Trump administration officials pressured Justice Department over census citizenship question

Photo of Trump administration officials pressured Justice Department over census citizenship question

Commerce Secretary Wilbur Ross pressured the Justice Department to add a controversial citizenship question to the 2020 decennial census, months prior to the department’s formal request, a recent court disclosure reveals.

The revelation comes as 7,500 pages of documents and emails were released last week by the Trump administration following an order from a federal judge, related to a lawsuit filed earlier in July by several state and local governments and advocacy groups concerned about the citizenship question. According to The New York Times, the suit claims such a question would “fatally undermine” the census’ accuracy, as legal and undocumented immigrants would likely decline to submit their forms.

“Where is the DoJ in their analysis?” Ross wrote in an August 2017 email to the department’s Office of Policy and Strategic Planning Director, Earl Comstock. “If they still have not come to a conclusion please let me know your contact person and I will call the [attorney general].”

According to NPR’s Hansi Lo Wang, Comstock sent a “draft memo” on a citizenship question back to Ross, one which he collaborated on with James McHenry, director of the Justice Department’s Executive Office for Immigration Review. A follow-up email in August 2017 showed the two had made little progress on the matter, and on November 27, Ross emailed the Commerce Department’s general counsel to warn that they had run out of time and needed to push things through.

“Census is about to begin translating the questions into multiple languages. We are out of time,” he wrote. “Please set up a call for me tomorrow with whoever is the responsible person at Justice. We must have this resolved.”

screenshot of Ross' email to Commerce Department general counsel Peter Davidson

According to the Washington Post, Attorney General Jeff Sessions also supported adding the question, and in response to Ross’ requests, said his office was “eager to assist” in any way possible.

The emails contradict Ross’ previous version of events, which he relayed to the House Ways and Means Committee in March. At the time, the secretary claimed the Justice Department had “initiated the request for inclusion of the citizenship question” on its own in December 2017. A letter from the Justice Department’s general counsel to Acting Census Bureau Director Ron Jarmin that month, asking permission to reinstate the citizenship question, backed up his claim.

“Department of Justice, as you know, initiated the request for inclusion of the citizenship question,” he said. “… Because it is from the Department of Justice, we are taking it very seriously, and we will issue a fulsome documentation of whatever conclusion we finally come to.”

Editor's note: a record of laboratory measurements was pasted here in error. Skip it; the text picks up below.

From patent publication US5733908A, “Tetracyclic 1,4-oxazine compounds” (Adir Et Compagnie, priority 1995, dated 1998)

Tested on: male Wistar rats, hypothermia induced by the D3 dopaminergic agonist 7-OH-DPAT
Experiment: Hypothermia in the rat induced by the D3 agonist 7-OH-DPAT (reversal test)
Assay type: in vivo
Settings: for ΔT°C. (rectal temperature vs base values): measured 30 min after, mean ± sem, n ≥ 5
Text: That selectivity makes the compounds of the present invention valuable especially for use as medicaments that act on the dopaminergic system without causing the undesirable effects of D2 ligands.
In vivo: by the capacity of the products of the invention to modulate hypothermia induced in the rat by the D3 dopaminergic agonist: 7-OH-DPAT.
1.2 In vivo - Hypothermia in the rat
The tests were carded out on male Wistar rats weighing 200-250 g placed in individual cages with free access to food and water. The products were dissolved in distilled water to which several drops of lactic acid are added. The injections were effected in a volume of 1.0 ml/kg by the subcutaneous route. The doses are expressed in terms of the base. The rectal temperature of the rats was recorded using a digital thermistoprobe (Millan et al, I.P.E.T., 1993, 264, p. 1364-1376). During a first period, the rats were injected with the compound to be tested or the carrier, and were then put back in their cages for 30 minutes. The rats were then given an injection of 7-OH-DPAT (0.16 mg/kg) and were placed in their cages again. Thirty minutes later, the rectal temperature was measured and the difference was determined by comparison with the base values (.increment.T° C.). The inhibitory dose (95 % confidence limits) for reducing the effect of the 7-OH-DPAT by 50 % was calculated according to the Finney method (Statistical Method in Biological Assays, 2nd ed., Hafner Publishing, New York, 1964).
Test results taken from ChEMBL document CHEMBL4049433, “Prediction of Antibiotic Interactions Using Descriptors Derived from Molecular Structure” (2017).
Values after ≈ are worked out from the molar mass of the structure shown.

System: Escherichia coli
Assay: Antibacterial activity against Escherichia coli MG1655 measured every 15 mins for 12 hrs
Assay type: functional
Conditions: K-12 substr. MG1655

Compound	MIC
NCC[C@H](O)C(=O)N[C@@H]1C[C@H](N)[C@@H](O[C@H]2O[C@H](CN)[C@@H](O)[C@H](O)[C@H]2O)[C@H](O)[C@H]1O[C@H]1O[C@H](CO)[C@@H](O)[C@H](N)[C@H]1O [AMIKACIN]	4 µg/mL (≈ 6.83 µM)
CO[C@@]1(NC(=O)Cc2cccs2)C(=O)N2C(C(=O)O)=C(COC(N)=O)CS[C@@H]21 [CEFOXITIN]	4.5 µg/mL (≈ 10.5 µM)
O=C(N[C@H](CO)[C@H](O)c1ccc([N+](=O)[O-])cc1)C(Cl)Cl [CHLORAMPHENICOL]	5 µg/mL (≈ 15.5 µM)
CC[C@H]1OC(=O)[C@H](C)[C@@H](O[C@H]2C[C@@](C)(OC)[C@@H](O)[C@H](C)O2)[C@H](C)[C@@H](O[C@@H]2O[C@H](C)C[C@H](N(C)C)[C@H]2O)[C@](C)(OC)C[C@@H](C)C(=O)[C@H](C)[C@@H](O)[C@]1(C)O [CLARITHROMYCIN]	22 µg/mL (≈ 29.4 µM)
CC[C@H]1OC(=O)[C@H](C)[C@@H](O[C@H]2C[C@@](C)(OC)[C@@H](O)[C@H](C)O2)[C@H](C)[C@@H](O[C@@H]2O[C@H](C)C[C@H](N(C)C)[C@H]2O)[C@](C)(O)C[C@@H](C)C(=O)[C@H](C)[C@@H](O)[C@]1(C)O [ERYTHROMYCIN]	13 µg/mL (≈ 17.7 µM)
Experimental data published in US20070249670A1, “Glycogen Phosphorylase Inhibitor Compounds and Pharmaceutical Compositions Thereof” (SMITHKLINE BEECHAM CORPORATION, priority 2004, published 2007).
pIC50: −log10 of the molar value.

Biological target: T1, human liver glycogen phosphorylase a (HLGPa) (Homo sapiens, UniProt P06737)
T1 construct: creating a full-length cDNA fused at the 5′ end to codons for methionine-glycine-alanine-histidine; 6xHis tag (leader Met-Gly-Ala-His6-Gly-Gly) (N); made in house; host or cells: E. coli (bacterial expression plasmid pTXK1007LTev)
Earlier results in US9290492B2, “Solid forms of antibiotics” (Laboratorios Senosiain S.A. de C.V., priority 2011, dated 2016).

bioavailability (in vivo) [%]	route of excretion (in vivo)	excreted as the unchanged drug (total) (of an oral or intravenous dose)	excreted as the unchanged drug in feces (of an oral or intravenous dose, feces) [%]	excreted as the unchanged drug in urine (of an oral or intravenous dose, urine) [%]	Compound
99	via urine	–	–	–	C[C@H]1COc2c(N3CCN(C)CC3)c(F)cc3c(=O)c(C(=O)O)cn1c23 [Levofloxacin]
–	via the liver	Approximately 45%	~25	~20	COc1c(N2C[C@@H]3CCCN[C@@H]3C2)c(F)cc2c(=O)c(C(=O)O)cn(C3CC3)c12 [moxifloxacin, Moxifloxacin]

Lawmakers on Capitol Hill have leapt to condemn Ross over that inconsistency.

“These just-released emails between Secretary Ross and his staff make it clear that voting rights enforcement was nothing more than a manufactured ruse to justify adding a citizenship question and that the secretary lied to Congress when he said it was DOJ that “initiated the request,'” Rep. Carolyn Maloney (D-NY) said in a statement. “The House Oversight and Government Reform Committee needs to hold hearings and conduct an investigation into this matter to determine what else the Administration has tried to hide about the 2020 Census.”

The decision to add the citizenship question — which was last included in the decennial survey in 1950 — has been criticized by Democratic lawmakers and local officials who say doing so could discourage immigrants and minority communities from being counted in the census. Because of the Trump administration’s aggressive immigration policies, many might refuse to respond to enumerators, worried they could be targeted for deportation or review.

An undercount might also disproportionately affect blue states with large immigrant populations, inflating Republican representation and under-representing marginalized populations in Washington and at the state level.

“The DOJ’s request to add a question on citizenship in the 2020 census dramatically increases our concerns about the already troubled census,” a group of Democratic senators — including Sens. Dianne Feinstein (CA), Kamala Harris (CA), Catherine Cortez Masto (NV), Brian Schatz (HI), and Tom Carper (DE) — wrote in a letter to Jarmin this past January.

“Such a question would likely depress participation in the 2020 Census from immigrants who fear the government could use the information to target them,” they added. “It could also decrease response rates from U.S. citizens who live in mixed-status households, and who might fear putting immigrant family members at risk through providing information to the government.”

The Census Bureau has struggled with funding cuts and missed testing deadlines in recent years, as it attempts to overhaul the decennial survey and go digital. As ThinkProgress previously noted, a promised list of “tech milestones” that the Bureau promised to present before the Oversight Committee in November 2016 never materialized, and a centralized data processing has floundered under the weight of its own development needs.

With the Trump administration’s persistent cost-cutting measures and Congress using the census like a bank, the decennial survey has also dropped on the list of government priorities, leaving the bureau fighting to deal with a long list of last-minute issues, the citizenship question only the latest hurdle.

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